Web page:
v3Above left: the tracing in reverse, ready to be applied to the hard-ground wax before etching. Right: the first proof print.

The bloom section of the design is loosely based on the orange/red Leucospermum flower shown at the top of this post.  The fronds, made from bones, provide a variety of scale, whilst maintaining the elongated close-up feel needed to unify the composition.  It was important to keep in mind that this will eventually be the second plate to be printed, being the foreground, as Elian and the vortex will sit in the background creating depth and distance.

Chine Collé was applied.  In my mind I visualised yellow plants but thought pale blue may go with the deep green linework and background.  I also cut a pink set but decided against it.

v4Above left: Unryu paper with an inclusion.  Too bright and uneven looking. Middle: A type of Japanese washi tissue paper.  Very effective but creates a cool tone to the piece.  Not what I’m aiming for. Right: The same washi tissue paper in pale yellow with an excellent outcome.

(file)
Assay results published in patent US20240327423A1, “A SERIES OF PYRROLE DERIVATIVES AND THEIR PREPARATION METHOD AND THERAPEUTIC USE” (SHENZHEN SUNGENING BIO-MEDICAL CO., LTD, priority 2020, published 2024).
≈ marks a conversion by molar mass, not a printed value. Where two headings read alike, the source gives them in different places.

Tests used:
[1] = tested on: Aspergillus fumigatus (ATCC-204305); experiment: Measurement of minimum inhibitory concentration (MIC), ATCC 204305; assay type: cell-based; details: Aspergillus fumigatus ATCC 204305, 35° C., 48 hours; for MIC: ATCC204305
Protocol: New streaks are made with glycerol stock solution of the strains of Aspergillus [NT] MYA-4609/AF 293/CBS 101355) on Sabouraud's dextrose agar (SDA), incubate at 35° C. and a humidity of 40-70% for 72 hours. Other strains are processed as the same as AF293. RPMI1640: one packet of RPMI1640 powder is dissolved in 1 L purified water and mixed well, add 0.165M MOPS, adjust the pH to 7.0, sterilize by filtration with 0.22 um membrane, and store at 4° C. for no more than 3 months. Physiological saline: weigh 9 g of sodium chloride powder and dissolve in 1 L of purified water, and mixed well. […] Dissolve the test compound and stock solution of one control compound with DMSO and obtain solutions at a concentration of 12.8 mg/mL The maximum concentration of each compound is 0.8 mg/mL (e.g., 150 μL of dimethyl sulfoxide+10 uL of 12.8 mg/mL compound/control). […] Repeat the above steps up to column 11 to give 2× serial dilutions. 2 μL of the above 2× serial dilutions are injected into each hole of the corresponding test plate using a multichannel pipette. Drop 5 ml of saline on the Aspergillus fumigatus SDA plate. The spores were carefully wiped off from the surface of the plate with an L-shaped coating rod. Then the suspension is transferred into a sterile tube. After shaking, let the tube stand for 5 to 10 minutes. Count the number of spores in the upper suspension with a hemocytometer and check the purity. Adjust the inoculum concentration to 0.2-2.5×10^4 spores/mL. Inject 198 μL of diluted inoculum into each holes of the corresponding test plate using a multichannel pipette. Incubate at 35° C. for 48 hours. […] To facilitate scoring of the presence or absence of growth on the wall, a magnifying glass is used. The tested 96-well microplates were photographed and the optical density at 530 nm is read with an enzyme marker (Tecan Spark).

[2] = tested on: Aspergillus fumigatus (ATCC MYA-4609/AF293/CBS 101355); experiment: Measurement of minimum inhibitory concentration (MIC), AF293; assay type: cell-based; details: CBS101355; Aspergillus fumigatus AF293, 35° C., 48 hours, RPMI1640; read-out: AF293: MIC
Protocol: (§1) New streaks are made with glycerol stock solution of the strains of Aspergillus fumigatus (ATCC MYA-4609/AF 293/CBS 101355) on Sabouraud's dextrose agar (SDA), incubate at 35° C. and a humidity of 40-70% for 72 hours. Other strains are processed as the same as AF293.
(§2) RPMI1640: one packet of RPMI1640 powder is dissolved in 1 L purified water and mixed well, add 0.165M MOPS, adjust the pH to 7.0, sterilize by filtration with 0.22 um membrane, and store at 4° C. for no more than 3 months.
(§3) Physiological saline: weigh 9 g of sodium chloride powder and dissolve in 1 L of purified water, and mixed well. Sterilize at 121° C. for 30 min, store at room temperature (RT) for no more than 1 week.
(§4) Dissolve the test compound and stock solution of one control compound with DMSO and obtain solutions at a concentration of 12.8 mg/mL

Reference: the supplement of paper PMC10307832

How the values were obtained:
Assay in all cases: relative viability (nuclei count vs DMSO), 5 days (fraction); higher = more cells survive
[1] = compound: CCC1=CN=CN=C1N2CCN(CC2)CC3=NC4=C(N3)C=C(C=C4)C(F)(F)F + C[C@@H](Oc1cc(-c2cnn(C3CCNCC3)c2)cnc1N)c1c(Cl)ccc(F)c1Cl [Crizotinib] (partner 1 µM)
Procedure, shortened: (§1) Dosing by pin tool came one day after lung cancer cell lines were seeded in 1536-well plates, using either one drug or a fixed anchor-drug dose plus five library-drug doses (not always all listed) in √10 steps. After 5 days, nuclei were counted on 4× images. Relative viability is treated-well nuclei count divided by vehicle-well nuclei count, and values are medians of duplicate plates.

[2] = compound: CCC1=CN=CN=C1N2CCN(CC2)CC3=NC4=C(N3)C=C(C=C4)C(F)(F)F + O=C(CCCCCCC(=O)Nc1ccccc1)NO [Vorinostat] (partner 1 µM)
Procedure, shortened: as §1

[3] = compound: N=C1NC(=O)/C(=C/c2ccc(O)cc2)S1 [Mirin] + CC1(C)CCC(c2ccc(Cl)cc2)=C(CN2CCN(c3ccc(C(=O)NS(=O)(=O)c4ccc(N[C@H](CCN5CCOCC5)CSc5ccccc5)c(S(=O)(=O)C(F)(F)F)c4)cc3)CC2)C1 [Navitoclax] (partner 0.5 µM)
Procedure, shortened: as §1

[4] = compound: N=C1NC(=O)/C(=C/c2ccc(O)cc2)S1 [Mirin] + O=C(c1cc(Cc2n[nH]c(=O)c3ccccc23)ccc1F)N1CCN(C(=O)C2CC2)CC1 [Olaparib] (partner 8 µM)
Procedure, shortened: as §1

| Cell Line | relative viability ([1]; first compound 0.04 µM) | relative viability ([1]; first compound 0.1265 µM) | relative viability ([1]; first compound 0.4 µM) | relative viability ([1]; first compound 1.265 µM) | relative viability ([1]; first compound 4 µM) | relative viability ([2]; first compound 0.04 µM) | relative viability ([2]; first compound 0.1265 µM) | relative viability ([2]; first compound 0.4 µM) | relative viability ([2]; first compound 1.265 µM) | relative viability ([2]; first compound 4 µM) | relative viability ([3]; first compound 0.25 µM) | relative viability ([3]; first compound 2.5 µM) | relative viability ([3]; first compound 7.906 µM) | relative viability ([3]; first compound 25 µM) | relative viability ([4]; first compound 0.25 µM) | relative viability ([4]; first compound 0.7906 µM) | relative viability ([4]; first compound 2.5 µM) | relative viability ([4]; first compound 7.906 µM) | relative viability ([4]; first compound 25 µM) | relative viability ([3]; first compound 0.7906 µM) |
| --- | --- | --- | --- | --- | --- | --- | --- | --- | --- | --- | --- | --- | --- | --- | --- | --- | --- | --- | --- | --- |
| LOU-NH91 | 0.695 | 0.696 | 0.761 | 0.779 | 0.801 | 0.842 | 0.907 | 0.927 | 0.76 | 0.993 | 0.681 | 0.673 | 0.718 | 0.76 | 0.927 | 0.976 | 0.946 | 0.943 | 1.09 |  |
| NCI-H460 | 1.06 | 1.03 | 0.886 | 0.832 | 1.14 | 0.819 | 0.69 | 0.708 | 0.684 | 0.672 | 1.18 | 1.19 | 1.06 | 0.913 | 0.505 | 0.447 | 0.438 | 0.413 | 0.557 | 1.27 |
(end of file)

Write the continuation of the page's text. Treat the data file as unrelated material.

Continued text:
The final print for this stage of the project:


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Elian and his world of fantasy

(aka The Boy and his Dream)


Elian, c. 2005

Elian and I first became acquainted in 2005 when I created him as a forest elf for a promotional piece of wall-art for a ‘fictitious’ children’s book – part of my Visual Arts Diploma work at the time.

Whilst I squirm slightly now at the work I produced at the time (although I passed the course with the school Award for Excellence) I realise that we all have to go through various stages to progress and find a creative path to follow.